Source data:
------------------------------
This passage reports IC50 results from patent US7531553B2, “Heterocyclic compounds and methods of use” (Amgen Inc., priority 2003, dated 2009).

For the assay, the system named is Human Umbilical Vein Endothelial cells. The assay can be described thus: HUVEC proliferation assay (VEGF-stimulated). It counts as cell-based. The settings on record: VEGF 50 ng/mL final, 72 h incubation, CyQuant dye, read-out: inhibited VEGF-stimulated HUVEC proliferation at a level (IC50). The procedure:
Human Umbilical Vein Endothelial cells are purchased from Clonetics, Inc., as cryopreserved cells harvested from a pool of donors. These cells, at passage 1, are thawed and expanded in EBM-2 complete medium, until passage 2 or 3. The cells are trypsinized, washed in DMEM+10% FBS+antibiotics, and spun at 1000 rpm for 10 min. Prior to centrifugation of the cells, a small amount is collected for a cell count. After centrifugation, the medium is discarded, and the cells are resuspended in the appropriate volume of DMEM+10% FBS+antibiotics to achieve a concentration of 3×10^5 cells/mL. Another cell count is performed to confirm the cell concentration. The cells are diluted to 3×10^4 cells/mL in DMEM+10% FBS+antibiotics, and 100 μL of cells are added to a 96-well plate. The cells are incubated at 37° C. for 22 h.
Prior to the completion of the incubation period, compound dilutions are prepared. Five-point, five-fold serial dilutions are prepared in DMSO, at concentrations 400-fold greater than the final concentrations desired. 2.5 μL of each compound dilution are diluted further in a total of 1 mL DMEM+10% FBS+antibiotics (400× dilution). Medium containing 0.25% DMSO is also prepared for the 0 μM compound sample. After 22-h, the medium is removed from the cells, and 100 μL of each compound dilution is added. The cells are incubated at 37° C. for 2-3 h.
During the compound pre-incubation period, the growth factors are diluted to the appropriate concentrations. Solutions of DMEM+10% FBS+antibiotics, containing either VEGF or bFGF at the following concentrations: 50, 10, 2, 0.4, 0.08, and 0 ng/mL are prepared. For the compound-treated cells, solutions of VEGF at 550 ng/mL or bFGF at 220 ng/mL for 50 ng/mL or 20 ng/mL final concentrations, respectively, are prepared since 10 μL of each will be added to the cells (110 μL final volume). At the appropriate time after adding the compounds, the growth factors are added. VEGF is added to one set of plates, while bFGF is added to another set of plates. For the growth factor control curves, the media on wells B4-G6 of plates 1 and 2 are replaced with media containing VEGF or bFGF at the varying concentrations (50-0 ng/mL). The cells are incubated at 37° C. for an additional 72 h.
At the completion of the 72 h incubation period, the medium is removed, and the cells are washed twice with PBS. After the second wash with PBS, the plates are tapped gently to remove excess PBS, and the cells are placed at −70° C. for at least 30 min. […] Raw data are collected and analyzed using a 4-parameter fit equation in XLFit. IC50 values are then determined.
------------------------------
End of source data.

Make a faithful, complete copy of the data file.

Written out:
This passage reports IC50 results from patent US7531553B2, “Heterocyclic compounds and methods of use” (Amgen Inc., priority 2003, dated 2009).

For the assay, the system named is Human Umbilical Vein Endothelial cells. The assay can be described thus: HUVEC proliferation assay (VEGF-stimulated). It counts as cell-based. The settings on record: VEGF 50 ng/mL final, 72 h incubation, CyQuant dye, read-out: inhibited VEGF-stimulated HUVEC proliferation at a level (IC50). The procedure:
Human Umbilical Vein Endothelial cells are purchased from Clonetics, Inc., as cryopreserved cells harvested from a pool of donors. These cells, at passage 1, are thawed and expanded in EBM-2 complete medium, until passage 2 or 3. The cells are trypsinized, washed in DMEM+10% FBS+antibiotics, and spun at 1000 rpm for 10 min. Prior to centrifugation of the cells, a small amount is collected for a cell count. After centrifugation, the medium is discarded, and the cells are resuspended in the appropriate volume of DMEM+10% FBS+antibiotics to achieve a concentration of 3×10^5 cells/mL. Another cell count is performed to confirm the cell concentration. The cells are diluted to 3×10^4 cells/mL in DMEM+10% FBS+antibiotics, and 100 μL of cells are added to a 96-well plate. The cells are incubated at 37° C. for 22 h.
Prior to the completion of the incubation period, compound dilutions are prepared. Five-point, five-fold serial dilutions are prepared in DMSO, at concentrations 400-fold greater than the final concentrations desired. 2.5 μL of each compound dilution are diluted further in a total of 1 mL DMEM+10% FBS+antibiotics (400× dilution). Medium containing 0.25% DMSO is also prepared for the 0 μM compound sample. After 22-h, the medium is removed from the cells, and 100 μL of each compound dilution is added. The cells are incubated at 37° C. for 2-3 h.
During the compound pre-incubation period, the growth factors are diluted to the appropriate concentrations. Solutions of DMEM+10% FBS+antibiotics, containing either VEGF or bFGF at the following concentrations: 50, 10, 2, 0.4, 0.08, and 0 ng/mL are prepared. For the compound-treated cells, solutions of VEGF at 550 ng/mL or bFGF at 220 ng/mL for 50 ng/mL or 20 ng/mL final concentrations, respectively, are prepared since 10 μL of each will be added to the cells (110 μL final volume). At the appropriate time after adding the compounds, the growth factors are added. VEGF is added to one set of plates, while bFGF is added to another set of plates. For the growth factor control curves, the media on wells B4-G6 of plates 1 and 2 are replaced with media containing VEGF or bFGF at the varying concentrations (50-0 ng/mL). The cells are incubated at 37° C. for an additional 72 h.
At the completion of the 72 h incubation period, the medium is removed, and the cells are washed twice with PBS. After the second wash with PBS, the plates are tapped gently to remove excess PBS, and the cells are placed at −70° C. for at least 30 min. […] Raw data are collected and analyzed using a 4-parameter fit equation in XLFit. IC50 values are then determined.